It’s been over 50 years since Dr. Eugene Garfield and his collaborators developed the Science Citation Index, and in doing so, revolutionized information retrieval in the sciences and helped launch the field of scientometrics. During subsequent decades, the research community was an indispensable partner to Dr. Garfield and members of the Institute for Scientific Information (ISI) as they sought new uses for the citation data presented in what became the Web of Science. As head of the newly re-established ISI, I want to re-emphasize that Clarivate Analytics’ productive relationship with the academic community is a priority, as it was for Gene. In that capacity, I’m pleased to open this year’s call for applications to the Eugene Garfield Award for Innovation in Citation Analysis.
When this award was established in 2017, Clarivate Analytics sought not only to honor Garfield’s foundational contributions to the scientometrics community, but also to emulate his generous support for early career scientists. Dr. Jian Wang, Assistant Professor in the Science Based Business program at Leiden University, was selected from among many great submissions from researchers all over the world. With an interest in using large databases and advanced statistics to reveal the structures and dynamics underlying science and technology, Wang was a natural choice to extend and update the work Garfield and his collaborators conducted in mapping and analyzing science.
“This year, we strive to build on the success of the previous award by opening eligibility to researchers at all career stages.”
This year, we strive to build on the success of the previous award by opening eligibility to researchers at all career stages. In this year’s call, we seek novel approaches in citation analysis that can be applied to challenges in information retrieval, science, technology and innovation indicators or in studying the science of science. It’s important to note that we are not interested in supporting incremental improvements of the many excellent, existing methodologies that scientometricians have developed. Of course, we value this natural extension of scientometrics research, but we feel strongly that there are sufficient venues for funding and recognition of that important work. Instead we aim to identify and recognize truly innovative research exploiting citation data that has the potential to bring about significant advances in our field. That does imply, of course, that we are rather interested in those more ‘exciting’ ideas you never managed to get funded elsewhere!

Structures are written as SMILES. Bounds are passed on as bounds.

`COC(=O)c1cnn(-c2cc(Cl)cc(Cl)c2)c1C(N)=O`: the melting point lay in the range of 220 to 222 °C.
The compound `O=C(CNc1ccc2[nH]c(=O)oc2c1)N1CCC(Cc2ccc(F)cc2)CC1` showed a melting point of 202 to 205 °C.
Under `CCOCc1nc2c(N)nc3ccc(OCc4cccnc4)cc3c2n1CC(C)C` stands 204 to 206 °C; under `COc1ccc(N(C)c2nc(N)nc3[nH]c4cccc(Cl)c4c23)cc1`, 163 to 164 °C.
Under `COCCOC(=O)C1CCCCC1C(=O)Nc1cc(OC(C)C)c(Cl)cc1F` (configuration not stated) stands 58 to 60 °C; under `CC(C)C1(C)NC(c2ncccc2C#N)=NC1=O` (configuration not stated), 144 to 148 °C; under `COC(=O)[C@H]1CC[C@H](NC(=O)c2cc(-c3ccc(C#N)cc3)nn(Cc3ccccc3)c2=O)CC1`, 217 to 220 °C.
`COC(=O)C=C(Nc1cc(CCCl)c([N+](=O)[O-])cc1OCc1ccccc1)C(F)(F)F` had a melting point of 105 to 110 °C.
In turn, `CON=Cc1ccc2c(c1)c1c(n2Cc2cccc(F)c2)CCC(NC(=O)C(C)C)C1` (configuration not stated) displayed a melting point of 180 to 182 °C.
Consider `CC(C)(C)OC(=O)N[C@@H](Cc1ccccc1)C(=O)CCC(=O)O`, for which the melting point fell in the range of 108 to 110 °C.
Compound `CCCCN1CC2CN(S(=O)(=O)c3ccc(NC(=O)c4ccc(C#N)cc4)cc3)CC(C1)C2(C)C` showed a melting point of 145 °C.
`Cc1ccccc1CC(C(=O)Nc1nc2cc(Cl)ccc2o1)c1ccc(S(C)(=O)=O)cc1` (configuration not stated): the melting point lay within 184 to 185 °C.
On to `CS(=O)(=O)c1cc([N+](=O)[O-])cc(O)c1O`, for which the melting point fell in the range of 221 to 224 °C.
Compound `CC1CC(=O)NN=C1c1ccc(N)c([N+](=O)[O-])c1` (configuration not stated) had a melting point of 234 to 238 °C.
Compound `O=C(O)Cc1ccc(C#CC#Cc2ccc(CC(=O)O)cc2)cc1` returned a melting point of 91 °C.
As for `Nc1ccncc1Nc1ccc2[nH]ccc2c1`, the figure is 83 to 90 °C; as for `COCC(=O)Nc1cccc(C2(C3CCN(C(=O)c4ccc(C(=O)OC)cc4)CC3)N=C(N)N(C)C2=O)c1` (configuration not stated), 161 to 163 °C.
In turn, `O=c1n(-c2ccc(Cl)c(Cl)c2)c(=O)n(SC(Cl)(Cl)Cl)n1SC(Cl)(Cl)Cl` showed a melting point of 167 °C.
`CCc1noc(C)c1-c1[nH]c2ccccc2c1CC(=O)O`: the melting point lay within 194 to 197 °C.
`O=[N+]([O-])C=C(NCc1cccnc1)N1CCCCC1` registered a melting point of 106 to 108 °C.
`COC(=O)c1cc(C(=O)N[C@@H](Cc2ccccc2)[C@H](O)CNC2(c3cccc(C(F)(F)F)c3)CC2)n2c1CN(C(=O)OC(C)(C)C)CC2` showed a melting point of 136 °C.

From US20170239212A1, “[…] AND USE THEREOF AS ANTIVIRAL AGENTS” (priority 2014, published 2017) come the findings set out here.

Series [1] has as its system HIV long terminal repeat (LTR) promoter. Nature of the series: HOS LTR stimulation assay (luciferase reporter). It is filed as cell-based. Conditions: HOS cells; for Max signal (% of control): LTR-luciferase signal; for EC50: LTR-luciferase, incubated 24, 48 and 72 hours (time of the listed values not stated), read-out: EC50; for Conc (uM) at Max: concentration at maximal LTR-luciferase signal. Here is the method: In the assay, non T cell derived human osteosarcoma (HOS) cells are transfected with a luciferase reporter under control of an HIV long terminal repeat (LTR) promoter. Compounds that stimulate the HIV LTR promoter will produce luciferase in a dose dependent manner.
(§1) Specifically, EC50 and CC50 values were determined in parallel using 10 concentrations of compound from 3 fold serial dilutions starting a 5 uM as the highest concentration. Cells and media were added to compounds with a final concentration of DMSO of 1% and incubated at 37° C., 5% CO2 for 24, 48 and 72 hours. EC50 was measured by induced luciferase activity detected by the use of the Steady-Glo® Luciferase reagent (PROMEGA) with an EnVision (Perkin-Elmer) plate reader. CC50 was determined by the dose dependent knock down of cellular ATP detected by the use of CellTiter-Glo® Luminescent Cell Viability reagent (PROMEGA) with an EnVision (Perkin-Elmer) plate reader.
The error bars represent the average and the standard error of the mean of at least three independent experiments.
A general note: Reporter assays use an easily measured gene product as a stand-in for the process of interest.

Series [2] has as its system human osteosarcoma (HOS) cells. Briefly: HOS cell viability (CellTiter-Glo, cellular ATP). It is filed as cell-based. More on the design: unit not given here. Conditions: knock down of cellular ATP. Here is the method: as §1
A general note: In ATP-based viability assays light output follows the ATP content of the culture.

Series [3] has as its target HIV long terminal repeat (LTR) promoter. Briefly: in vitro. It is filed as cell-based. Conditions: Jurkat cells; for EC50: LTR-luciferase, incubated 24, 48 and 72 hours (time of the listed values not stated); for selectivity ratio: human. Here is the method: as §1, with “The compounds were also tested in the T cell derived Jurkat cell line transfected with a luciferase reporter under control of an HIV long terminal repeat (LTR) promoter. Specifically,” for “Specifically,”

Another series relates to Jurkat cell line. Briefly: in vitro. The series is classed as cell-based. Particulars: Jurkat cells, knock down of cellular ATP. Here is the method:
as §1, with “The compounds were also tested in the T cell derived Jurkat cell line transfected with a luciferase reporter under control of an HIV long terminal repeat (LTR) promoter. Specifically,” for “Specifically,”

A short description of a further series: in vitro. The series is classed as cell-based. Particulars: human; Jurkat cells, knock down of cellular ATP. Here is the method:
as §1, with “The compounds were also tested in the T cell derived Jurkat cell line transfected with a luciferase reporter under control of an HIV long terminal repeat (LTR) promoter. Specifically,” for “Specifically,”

“…we aim to identify and recognize truly innovative research exploiting citation data that has the potential to bring about significant advances in our field.”
Besides a CV (and one letter of recommendation from a senior member of the department for those not holding a tenured or tenure track position), we have chosen to keep the application materials brief, with a maximum of two pages for the research description and a maximum of two pages for potential outcomes of the research. Members of ISI and a group of representatives from within the company will review the applications and identify those that represent a genuine novel approach to leveraging citation data and analysis for an important problem.
We expect to select one winner who will receive a one-time award of $25,000 USD, as well as research access to the Web of Science for one year to carry out the proposed research project.
The winner will be announced during a special event at the 2018 STI conference hosted by Leiden University.
So, if you have an idea for groundbreaking uses of citation data, please submit an application by July 31st. Application instructions, the application form, and the award terms and conditions can be found here.
The call for applications is open now through July 22nd, so don’t delay. And, of course, please share this announcement with your collaborators and colleagues around the world.